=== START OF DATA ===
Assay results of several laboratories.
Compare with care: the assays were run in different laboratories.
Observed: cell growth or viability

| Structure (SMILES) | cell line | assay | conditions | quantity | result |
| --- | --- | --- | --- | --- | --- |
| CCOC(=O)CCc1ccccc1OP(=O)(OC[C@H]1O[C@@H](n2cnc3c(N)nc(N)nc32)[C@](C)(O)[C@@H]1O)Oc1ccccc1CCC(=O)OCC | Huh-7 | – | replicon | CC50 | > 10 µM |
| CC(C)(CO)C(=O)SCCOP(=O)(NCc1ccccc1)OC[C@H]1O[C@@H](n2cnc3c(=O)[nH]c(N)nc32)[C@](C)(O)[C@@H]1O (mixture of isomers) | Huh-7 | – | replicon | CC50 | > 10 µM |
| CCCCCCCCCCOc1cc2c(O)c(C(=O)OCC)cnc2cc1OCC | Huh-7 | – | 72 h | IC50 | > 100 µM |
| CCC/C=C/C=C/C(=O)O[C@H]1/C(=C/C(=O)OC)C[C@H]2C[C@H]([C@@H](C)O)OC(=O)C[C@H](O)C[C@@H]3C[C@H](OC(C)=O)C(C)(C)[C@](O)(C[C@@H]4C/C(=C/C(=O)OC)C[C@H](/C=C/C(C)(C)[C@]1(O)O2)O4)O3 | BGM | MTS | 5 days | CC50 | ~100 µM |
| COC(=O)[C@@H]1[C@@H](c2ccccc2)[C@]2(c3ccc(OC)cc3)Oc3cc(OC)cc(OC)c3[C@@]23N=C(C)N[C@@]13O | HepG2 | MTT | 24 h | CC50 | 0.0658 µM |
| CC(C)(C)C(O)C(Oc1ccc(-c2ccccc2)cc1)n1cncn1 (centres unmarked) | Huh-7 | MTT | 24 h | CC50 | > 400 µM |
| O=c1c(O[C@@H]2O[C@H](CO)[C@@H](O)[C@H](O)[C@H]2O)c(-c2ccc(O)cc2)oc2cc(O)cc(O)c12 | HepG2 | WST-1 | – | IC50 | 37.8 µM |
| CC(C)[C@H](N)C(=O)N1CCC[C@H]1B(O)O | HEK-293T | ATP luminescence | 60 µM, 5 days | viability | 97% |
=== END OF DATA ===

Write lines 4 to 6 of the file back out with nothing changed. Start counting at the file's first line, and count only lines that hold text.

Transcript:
| Structure (SMILES) | cell line | assay | conditions | quantity | result |
| --- | --- | --- | --- | --- | --- |
| CCOC(=O)CCc1ccccc1OP(=O)(OC[C@H]1O[C@@H](n2cnc3c(N)nc(N)nc32)[C@](C)(O)[C@@H]1O)Oc1ccccc1CCC(=O)OCC | Huh-7 | – | replicon | CC50 | > 10 µM |